Minister S. B. Dissanayake, he promptly withdrew its services from the
Sports Ministry. When it was revealed that one of his officers had
offered an inducement in order to persuade a member of the Bribery
Commission to resign, Silva denied knowledge of it. Yet, so piqued was
he that he withdrew the services of the Attorney General's Department
from the Bribery Commission, effectively crippling it.
is not the first time an attempt has been made to subject Sarath Silva
to investigation by a select committee of parliament. In the aftermath
of his impeachment in 2001, a similar motion found itself challenged
before the Supreme Court. Although the motion materially affected Silva,
he as Chief Justice appointed a three-judge bench to hear the case. The
court ruled to prevent the speaker appointing a select committee to
investigate the impeachment motion against Silva. Days later, a
five-judge bench, also appointed by Silva, in effect negated the earlier
judgement, making the Supreme Court an object of ridicule in the eyes of
the public. Remarkably, two of the judges, Priyantha Perera and Shirani
Bandaranayake, were common to both benches.
was the corner into which the judges painted themselves that Opposition
Leader Ranil Wickremesinghe, never quick on the draw when it comes to
attacking anyone, ridiculed Justice Shirani Bandaranayake by name in
parliament. He pointed out that the judge, who had been appointed amidst
considerable controversy by the PA government, had never appeared in a
case in court prior to her appointment to the bench and would do well
even now to attend law classes. On that occasion, the Chief Justice's
skin was saved by the dissolution of parliament, which saw an end to the
motion of impeachment. All that stands to be unravelled now, as a result
of his latest alleged peccadillo.
Silva's swift denial of the events of July 6, barely 24 hours after they
allegedly occurred, is entirely uncharacteristic. In his best-selling
book An Unfinished Struggle, Victor Ivan meticulously documented the
case against Sarath Silva, quoting chapter and verse from documentary
sources. Although years have passed, Sarath Silva is yet to deny a
single allegation made by Ivan, and some of them are so damning that we
hesitate to quote them here. Yet, if that was character assassination,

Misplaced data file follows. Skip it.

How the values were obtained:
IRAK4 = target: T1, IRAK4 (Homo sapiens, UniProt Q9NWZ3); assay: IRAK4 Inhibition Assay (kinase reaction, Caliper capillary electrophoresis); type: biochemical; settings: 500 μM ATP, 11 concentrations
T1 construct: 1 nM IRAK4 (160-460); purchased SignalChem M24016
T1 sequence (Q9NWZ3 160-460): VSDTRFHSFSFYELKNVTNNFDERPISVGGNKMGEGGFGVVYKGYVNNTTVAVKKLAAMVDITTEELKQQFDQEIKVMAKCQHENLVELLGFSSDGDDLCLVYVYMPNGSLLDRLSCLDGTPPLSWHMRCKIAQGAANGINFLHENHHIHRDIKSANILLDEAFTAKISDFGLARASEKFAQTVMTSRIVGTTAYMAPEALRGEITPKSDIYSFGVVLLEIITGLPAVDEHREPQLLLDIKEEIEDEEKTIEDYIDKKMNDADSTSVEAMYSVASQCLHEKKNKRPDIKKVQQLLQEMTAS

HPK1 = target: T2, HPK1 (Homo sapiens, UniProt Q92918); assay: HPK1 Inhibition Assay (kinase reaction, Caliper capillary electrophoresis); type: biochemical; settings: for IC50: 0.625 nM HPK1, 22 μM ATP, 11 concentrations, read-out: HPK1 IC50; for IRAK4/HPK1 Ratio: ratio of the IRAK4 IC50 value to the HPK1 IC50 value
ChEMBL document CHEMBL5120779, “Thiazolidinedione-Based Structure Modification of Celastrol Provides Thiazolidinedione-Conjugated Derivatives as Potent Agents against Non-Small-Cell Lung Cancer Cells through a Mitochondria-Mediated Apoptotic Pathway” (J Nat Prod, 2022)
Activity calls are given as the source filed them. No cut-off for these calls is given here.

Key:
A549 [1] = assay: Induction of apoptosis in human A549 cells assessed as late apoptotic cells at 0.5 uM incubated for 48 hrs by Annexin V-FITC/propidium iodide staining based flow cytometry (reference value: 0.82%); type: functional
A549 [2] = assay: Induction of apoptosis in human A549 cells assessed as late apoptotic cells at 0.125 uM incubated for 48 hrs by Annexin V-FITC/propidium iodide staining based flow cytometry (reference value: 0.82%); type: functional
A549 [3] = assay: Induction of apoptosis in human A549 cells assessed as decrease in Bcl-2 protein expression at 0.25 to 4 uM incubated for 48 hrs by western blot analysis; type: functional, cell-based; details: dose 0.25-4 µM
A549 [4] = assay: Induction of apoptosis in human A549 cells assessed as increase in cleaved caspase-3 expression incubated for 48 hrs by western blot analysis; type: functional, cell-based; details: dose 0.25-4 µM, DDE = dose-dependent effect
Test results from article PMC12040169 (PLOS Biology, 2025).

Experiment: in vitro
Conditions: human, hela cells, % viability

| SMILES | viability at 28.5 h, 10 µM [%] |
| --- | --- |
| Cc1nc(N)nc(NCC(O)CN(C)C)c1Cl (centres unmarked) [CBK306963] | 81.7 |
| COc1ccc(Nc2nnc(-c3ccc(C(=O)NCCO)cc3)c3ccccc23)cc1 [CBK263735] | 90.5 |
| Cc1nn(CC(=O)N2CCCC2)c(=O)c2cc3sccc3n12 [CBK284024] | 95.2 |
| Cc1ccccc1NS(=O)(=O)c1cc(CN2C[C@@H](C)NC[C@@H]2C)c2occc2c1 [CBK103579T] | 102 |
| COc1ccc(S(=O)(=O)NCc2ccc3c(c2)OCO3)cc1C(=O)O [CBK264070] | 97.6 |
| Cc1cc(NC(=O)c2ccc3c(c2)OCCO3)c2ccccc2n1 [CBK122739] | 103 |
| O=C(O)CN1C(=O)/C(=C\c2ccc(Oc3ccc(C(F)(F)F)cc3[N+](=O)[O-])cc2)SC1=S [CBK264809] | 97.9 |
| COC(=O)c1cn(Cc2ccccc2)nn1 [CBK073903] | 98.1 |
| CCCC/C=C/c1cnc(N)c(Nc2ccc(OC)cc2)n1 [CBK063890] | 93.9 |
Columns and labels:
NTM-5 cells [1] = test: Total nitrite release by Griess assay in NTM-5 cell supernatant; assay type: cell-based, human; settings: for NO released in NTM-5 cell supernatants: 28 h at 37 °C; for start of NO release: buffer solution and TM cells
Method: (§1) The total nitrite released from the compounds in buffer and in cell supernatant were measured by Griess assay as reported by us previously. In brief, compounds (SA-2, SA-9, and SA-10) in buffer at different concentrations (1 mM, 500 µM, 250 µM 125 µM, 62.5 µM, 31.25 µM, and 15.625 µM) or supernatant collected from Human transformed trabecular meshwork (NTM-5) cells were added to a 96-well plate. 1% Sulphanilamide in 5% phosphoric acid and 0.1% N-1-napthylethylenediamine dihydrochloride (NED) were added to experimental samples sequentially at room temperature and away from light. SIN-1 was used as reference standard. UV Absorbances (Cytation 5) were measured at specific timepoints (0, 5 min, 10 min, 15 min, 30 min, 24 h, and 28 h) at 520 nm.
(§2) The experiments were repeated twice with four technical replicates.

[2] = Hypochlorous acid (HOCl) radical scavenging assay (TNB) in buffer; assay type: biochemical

Silva would have no character left. And he chose to stay mum. No charge
of contempt of court. No charge of defamation.
implications of the allegations against Sarath Silva transcend his
position as a judge, and indeed, his position as Chief Justice. They are
of so serious a nature that they bring the whole of Sri Lanka into
ridicule. All one has to do is go to www.google.com and search for the
offending words An Unfinished Struggle - more than 25 hits for all the
world to see.
Sarath Silva is unfit to hold office, of course he should be turfed out.
It is a decision for parliament to make. Ironically, though the UNP
impeached him in 2001, throughout their two years plus in office, when
they had a comfortable parliamentary majority, Ranil Wickremesinghe
chose not to act against him. That omission, Wickremesinghe will
discover, was careless, although entirely consistent with his party's
lackadaisical approach to governance. Now that they are in opposition,
they have chosen once more to investigate Silva. While necessary, that
does the UNP's credibility little good. Either Sarath Silva is good
enough, or he is not good enough, to be Chief Justice of Sri Lanka.
events of July 6, and especially Silva's denial of the next day, are not
political issues: they should be resolved in a manner that, if anything,
is fundamentally judicial. We often forget that such powers as the
Supreme Court enjoys are delegated to it by parliament. It is wholly
fitting that when the integrity of that court is in question, parliament
steps in and asserts its judicial role. That, now, a select committee
can do. Let us now see with what objectivity, resolve and fairness our
representatives in parliament perform that sacred duty.